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Maurine – Part 3 [One Golden Twelfth-Part Of A Checkered Year]
by [?]


One golden twelfth-part of a checkered year;
One summer month, of sunlight, moonlight, mirth,
With not a hint of shadows lurking near,
Or storm-clouds brewing.

‘Twas a royal day:
Voluptuous July held her lover, Earth,
With her warm arms, upon her glowing breast,
And twined herself about him, as he lay
Smiling and panting in his dream-stirred rest.
She bound him with her limbs of perfect grace,
And hid him with her trailing robe of green,
And wound him in her long hair’s shimmering sheen,
And rained her ardent kisses on his face.
Through the glad glory of the summer land
Helen and I went wandering, hand in hand.
In winding paths, hard by the ripe wheat-field,
White with the promise of a bounteous yield,
Across the late shorn meadow–down the hill,
Red with the tiger-lily blossoms, till
We stood upon the borders of the lake,
That like a pretty, placid infant, slept
Low at its base: and little ripples crept
Along its surface, just as dimples chase
Each other o’er an infant’s sleeping face.
Helen in idle hours had learned to make
A thousand pretty, feminine knick-knacks:
For brackets, ottomans, and toilet stands –
Labour just suited to her dainty hands.
That morning she had been at work in wax,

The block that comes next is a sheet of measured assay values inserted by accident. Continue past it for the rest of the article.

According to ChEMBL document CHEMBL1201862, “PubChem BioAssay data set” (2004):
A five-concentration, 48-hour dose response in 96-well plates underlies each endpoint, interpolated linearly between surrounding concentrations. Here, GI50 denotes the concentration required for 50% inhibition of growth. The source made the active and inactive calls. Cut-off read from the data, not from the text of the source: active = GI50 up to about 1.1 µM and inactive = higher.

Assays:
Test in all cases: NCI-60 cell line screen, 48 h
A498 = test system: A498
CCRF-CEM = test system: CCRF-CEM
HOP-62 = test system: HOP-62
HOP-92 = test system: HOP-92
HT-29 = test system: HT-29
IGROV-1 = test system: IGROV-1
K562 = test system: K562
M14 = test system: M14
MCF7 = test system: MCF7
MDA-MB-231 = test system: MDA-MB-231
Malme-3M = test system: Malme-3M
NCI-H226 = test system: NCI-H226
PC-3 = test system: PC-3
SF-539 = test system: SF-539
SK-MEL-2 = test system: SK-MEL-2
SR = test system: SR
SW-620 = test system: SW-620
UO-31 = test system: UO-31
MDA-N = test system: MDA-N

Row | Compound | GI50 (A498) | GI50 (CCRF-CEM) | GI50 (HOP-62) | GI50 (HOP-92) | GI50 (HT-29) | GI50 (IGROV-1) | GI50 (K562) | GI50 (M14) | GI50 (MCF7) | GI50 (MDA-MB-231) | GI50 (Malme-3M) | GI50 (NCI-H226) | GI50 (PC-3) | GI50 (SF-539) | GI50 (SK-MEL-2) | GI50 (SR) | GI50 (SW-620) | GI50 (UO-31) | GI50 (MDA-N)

Moulding a wreath of flowers for my room, –
Taking her patterns from the living blows,
In all their dewy beauty and sweet bloom,
Fresh from my garden. Fuchsia, tulip, rose,
And trailing ivy, grew beneath her touch,
Resembling the living plants as much
As life is copied in the form of death:
These lacking but the perfume, and that, breath.

And now the wreath was all completed, save
The mermaid blossom of all flowerdom,
A water-lily, dripping from the wave.
And ’twas in search of it that we had come
Down to the lake, and wandered on the beach,
To see if any lilies grew in reach.
Some broken stalks, where flowers late had been;
Some buds, with all their beauties folded in,
We found, but not the treasure that we sought.
And then we turned our footsteps to the spot
Where, all impatient of its chain, my boat,
The Swan, rocked, asking to be set afloat.
It was a dainty row-boat–strong, yet light;
Each side a swan was painted snowy white:
A present from my uncle, just before
He sailed, with Death, to that mysterious strand,
Where freighted ships go sailing evermore,
But none return to tell us of the land.
I freed the Swan, and slowly rowed about,
Wherever sea-weeds, grass, or green leaves lifted
Their tips above the water. So we drifted,
While Helen, opposite, leaned idly out
And watched for lilies in the waves below,
And softly crooned some sweet and dreamy air,
That soothed me like a mother’s lullabies.
I dropped the oars, and closed my sun-kissed eyes,
And let the boat go drifting here and there.
Oh, happy day! the last of that brief time
Of thoughtless youth, when all the world seems bright,
Ere that disguised angel men call Woe
Leads the sad heart through valleys dark as night,
Up to the heights exalted and sublime.
On each blest, happy moment, I am fain
To linger long, ere I pass on to pain
And sorrow that succeeded.

From day-dreams,
As golden as the summer noontide’s beams,
I was awakened by a voice that cried:
“Strange ship, ahoy! Fair frigate, whither bound?”
And, starting up, I cast my gaze around,
And saw a sail-boat o’er the water glide
Close to the Swan, like some live thing of grace;
And from it looked the glowing, handsome face
Of Vivian.